Finding Solutions

Exams

Taking entrance exams to a new school or any other exams can be a stressful and even a traumatic experience for both children and parents. How you handle it is key to how your child experiences it. Although difficult to put into practice, it is crucial that you give your child support with the message that whatever the outcome you love them, you are there for them and you will work out a solution together. Schools, tutors and revision books can help prepare the child academically, but as a parent you can give huge amounts of support emotionally. Below is a list of useful tips when preparing for exams.

  • When discussing the preparation work involved use a positive, bright tone of voice.
     
  • Explain that the exam is an opportunity for the child to show the school all his wonderful qualities.
     
  • Praise your child in detail and descriptively, giving concrete examples of what they are doing right: 'You got down to your work straight away and you used the strategies your teacher taught you’; ‘You have written clearly and attempted all the questions on the test paper and even if you didn't know the answers, you tried to do them.'
     
  • Don't tell your child they are 'clever'. Children praised for qualities such as hard work, perseverance, determination, flexibility, open-mindedness and inquisitiveness are much more willing to rise to challenges and push themselves harder. A child that is constantly told he is clever will feel that there is less of a need to try or that if they try and fail it means they aren't clever. Click here to read a very interesting article by the pschycologist, Carol Dwek http://pss.sagepub.com/content/18/4/314.extract
     
  • Show that you understand how they are feeling by putting it into words for them: ‘This is a period when there’s a lot of uncertainty; you feel under pressure to perform to your best ability and you’re probably worrying whether you will be ok on the day.’ ‘This extra work feels like a huge burden and a part of you just wants to run away and hide sometimes.’ ‘Maybe you feel like you have been working hard, but you’re worried that it still isn't enough.'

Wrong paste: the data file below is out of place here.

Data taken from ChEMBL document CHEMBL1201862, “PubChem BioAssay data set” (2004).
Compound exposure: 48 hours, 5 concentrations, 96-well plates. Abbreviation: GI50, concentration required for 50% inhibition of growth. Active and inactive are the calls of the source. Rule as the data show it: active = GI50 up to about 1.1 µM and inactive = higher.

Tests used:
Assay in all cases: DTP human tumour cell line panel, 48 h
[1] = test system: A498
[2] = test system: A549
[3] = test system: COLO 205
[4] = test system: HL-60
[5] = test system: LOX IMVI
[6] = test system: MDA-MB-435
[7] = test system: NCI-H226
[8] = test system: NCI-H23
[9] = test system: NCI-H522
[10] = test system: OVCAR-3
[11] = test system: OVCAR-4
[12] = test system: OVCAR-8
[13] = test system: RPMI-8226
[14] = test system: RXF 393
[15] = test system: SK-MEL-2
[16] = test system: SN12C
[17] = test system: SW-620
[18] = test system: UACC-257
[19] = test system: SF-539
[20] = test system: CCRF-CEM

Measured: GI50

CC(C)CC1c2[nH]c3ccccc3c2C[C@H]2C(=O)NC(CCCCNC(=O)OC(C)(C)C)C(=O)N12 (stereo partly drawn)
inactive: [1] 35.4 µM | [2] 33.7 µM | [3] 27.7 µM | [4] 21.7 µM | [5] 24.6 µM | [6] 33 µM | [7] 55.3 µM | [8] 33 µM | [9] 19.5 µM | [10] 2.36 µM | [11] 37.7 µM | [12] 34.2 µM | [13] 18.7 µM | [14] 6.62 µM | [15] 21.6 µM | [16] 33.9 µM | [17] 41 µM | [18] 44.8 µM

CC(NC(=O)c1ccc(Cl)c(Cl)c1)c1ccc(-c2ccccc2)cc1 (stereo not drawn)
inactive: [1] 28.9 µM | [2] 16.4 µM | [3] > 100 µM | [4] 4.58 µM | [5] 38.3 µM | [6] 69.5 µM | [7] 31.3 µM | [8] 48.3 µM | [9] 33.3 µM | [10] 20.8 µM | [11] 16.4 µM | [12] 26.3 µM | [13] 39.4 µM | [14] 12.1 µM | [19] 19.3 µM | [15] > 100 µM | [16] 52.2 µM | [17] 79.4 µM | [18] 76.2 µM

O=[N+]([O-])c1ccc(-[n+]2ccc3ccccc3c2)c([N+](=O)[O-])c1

• Tell your child that life doesn't always go in straight lines and whatever the outcome of the exams, together you will work out a solution. Remind him that, whatever happens, your love for him will be the same.


Felix, aged 10, doing secondary school entrance exam preparation:

‘Mummy, if I don’t get into the schools I want this year, can I go to any school, work hard in year 7 and try again for the one I want – are you allowed to do that?’ I said, ‘Yes, you can definitely do that and if that's what happens then we’ll work out a great solution. I have a feeling we won't need to though, as I know you can show the schools all your strengths during the exam and interview.’

The next day he said, ‘We did a test yesterday and it went well. I went back and answered a question I couldn’t answer at first and I got it right. I’m not scared of exams anymore.’ I talked to him about how much his brain is growing and how much he’s learning and how hard he’s working. It was a lovely chat. It then felt very disappointing later, whilst I was sitting with him as he did some work, when he shouted at me saying I hated him and that he hated me, and I loved Molly (the cat) more and that I was stupid. In the end I just calmly said, ‘Felix, I feel really hurt by what you say and although I want to help you, I don’t want to sit and be shouted at.’ He became an absolute Jekyll and Hyde character during this period. I’m sure it was all connected to the stress of entrance exams and I had to keep reminding myself of that.